Let’s make a difference….The Global Water Crisis
Of all the water in the world, only 3% is fresh. Less than a third of 1% of this is available to humans. The rest is frozen in glaciers or polar ice caps, or is deep within the earth, beyond our reach. To put it another way, if 100 litres represents the world’s water, little more than half a tablespoon of it is fresh water available for our use.
Global water consumption has risen almost tenfold since 1900, and many parts of the world are now reaching the limits of their supply. World population is expected to increase by 45% in the next thirty years, while freshwater runoff is expected to increase by 10%. UNESCO has predicted that by 2020 water shortage will be a serious worldwide problem.
One third of the world’s population is already facing problems due to both water shortage and poor drinking water quality. Effects include massive outbreaks of disease, malnourishment and crop failure. Furthermore, excessive use of water has seen the degradation of the environment costing the world billions of dollars.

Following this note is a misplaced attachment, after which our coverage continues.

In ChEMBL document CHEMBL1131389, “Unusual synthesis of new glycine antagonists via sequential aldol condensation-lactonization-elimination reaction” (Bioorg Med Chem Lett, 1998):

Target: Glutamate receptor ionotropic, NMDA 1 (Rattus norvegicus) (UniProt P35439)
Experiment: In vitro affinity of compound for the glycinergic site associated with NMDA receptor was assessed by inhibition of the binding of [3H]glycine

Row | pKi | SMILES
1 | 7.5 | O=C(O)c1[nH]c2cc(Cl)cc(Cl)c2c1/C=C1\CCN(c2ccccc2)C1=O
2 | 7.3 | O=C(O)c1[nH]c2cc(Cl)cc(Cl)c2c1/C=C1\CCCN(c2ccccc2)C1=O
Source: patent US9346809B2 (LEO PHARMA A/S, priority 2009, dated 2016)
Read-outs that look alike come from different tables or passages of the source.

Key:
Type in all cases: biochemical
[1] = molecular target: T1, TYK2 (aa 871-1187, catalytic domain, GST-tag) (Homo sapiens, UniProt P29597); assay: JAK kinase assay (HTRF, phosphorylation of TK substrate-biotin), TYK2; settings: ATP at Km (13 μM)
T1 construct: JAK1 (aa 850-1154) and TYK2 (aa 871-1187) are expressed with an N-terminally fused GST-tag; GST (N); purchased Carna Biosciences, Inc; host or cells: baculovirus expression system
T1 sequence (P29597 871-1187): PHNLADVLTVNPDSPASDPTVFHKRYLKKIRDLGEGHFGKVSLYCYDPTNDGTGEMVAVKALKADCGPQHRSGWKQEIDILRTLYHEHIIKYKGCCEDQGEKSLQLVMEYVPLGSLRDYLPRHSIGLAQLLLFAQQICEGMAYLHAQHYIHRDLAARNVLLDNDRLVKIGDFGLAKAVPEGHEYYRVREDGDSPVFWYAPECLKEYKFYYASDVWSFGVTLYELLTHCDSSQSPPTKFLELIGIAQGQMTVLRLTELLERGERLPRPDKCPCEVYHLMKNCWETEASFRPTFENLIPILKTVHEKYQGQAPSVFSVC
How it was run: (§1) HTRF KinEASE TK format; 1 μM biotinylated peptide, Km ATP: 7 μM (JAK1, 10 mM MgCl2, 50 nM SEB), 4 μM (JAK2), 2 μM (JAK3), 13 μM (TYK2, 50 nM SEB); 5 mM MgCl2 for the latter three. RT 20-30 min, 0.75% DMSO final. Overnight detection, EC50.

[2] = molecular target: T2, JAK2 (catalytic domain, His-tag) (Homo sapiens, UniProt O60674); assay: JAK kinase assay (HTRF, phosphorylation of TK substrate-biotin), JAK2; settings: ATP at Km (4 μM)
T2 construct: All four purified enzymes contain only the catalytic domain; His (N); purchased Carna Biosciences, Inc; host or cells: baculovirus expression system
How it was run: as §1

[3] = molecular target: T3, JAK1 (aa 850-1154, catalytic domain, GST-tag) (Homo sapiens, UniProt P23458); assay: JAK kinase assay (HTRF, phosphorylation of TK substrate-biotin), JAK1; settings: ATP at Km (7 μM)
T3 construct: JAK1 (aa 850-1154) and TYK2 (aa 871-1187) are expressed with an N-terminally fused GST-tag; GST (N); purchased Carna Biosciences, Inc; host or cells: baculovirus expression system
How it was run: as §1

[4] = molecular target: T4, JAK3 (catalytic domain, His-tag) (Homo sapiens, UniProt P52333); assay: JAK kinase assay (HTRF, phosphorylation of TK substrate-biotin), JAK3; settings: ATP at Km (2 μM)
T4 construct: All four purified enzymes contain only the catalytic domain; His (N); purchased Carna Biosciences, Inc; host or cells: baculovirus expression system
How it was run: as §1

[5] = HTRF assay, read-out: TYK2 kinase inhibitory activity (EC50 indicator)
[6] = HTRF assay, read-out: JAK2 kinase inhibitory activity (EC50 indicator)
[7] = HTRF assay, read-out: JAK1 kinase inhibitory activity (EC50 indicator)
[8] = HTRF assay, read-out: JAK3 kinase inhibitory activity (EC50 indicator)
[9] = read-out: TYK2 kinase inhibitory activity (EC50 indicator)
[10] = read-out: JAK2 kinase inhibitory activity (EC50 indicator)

Some sobering examples of water consumption around the world include:
• So much water is drawn from the Colorado River (which formed the Grand Canyon) that often it never flows to the sea.
• Several U.S. states are already experiencing water shortages and are now tapping into Canada’s water supply.
There is often a high amount of ‘embodied water’ associated with many items we use or consume. For example:
• It takes 41 500 litres to produce a kilo of meat
• It takes 500 litres to produce one orange
• It takes 1 340 000 litres to produce 1 tonne of aluminium
• It takes 50 litres to produce a copy of Saturday’s newspaper
• It takes about 5000 litres of water to create one kilogram of rice.
• It takes 4 litres to produce a bottle of beer
It’s time to be water efficient!
It is obvious that we cannot increase demands for water much more without detrimental effects to the environment, society and the economy. It’s time to become water efficient! This involves reassessing our relationship with water, and learning to use it more sparingly. On the most basic level, it requires a behavioural change, and assigning a value to water that truly reflects its worth.
We can also unlock economic benefits of being water efficient.
Everybody has a responsibility to save water, if we are going to allow future generations to enjoy a similar standard of living that we enjoy now. In fact, many of the impacts associated with water use are likely to have an effect on our own lives!